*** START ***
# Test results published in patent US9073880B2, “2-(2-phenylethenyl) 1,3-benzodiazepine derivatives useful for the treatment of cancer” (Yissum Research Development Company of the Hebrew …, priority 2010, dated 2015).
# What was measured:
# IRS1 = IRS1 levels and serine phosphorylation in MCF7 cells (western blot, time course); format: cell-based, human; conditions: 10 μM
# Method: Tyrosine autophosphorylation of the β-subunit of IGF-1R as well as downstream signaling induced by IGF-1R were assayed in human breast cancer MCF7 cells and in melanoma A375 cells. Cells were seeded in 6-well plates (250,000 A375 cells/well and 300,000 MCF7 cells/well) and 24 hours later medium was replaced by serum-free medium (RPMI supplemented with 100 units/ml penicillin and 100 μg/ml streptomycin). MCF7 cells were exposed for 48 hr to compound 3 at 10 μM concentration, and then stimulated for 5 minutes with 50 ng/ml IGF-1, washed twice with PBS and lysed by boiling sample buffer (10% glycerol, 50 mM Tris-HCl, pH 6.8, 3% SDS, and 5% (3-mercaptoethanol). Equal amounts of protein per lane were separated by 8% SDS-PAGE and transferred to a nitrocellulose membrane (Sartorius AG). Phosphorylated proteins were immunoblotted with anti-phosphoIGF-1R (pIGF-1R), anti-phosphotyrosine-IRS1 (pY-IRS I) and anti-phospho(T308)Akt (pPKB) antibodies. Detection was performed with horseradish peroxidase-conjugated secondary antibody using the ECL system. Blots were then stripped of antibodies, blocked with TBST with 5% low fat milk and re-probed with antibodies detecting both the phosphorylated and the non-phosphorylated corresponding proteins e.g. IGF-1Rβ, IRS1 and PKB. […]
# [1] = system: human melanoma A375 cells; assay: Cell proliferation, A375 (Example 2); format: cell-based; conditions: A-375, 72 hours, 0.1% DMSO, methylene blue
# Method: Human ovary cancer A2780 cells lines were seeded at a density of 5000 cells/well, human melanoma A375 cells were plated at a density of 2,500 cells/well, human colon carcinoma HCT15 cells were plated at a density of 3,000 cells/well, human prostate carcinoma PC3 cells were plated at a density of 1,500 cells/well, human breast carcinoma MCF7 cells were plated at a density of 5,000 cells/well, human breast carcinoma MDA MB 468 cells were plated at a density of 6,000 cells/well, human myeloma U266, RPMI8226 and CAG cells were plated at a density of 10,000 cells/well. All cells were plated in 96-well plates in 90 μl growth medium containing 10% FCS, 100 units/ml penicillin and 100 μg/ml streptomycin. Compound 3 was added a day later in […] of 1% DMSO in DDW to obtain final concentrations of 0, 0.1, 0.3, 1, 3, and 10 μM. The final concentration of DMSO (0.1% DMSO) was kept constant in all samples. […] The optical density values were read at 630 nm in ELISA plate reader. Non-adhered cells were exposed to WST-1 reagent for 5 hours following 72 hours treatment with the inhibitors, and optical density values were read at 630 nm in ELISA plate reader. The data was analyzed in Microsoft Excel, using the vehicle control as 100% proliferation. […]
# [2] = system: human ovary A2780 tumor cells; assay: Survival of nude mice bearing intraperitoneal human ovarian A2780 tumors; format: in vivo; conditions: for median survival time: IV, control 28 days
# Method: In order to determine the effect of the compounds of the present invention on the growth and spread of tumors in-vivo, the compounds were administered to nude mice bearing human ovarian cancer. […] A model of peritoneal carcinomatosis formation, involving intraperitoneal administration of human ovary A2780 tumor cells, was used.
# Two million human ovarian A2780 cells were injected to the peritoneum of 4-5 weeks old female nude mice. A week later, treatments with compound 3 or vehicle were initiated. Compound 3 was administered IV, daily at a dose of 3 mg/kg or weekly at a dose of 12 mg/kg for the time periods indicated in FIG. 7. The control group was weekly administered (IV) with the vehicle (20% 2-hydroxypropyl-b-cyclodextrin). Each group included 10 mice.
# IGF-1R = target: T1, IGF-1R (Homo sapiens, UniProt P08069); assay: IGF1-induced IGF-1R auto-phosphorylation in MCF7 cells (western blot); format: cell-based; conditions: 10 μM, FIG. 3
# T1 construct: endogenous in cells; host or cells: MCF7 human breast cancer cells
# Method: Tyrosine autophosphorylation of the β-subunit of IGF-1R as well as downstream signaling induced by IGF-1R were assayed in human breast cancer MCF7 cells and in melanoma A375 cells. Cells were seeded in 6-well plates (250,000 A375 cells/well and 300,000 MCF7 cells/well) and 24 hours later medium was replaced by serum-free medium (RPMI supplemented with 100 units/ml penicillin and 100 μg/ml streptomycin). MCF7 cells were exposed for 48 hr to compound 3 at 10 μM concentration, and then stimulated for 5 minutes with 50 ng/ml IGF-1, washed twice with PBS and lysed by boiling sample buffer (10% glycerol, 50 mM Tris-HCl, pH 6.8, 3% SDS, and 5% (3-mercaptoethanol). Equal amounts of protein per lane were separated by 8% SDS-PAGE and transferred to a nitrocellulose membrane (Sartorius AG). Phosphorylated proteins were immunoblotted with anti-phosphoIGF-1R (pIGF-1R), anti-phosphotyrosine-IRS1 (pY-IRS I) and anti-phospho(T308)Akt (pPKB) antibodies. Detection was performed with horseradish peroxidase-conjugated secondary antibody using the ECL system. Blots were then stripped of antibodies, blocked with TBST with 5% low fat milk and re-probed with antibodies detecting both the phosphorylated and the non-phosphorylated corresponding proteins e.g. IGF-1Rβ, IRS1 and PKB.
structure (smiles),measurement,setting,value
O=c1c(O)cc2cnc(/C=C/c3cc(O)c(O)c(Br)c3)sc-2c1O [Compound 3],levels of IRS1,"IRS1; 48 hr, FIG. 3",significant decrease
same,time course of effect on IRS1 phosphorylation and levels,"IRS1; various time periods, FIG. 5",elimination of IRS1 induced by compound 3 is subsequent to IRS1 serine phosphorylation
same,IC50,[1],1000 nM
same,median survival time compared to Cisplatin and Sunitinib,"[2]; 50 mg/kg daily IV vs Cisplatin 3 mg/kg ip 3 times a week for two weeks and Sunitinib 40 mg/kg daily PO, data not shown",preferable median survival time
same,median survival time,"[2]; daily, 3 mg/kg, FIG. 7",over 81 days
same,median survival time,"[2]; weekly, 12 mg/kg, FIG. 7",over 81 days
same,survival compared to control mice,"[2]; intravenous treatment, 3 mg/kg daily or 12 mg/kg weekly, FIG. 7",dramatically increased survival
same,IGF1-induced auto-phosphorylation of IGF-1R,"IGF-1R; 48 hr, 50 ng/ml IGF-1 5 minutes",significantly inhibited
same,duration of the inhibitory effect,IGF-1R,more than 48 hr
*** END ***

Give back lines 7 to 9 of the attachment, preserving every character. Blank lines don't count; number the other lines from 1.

# [2] = system: human ovary A2780 tumor cells; assay: Survival of nude mice bearing intraperitoneal human ovarian A2780 tumors; format: in vivo; conditions: for median survival time: IV, control 28 days
# Method: In order to determine the effect of the compounds of the present invention on the growth and spread of tumors in-vivo, the compounds were administered to nude mice bearing human ovarian cancer. […] A model of peritoneal carcinomatosis formation, involving intraperitoneal administration of human ovary A2780 tumor cells, was used.
# Two million human ovarian A2780 cells were injected to the peritoneum of 4-5 weeks old female nude mice. A week later, treatments with compound 3 or vehicle were initiated. Compound 3 was administered IV, daily at a dose of 3 mg/kg or weekly at a dose of 12 mg/kg for the time periods indicated in FIG. 7. The control group was weekly administered (IV) with the vehicle (20% 2-hydroxypropyl-b-cyclodextrin). Each group included 10 mice.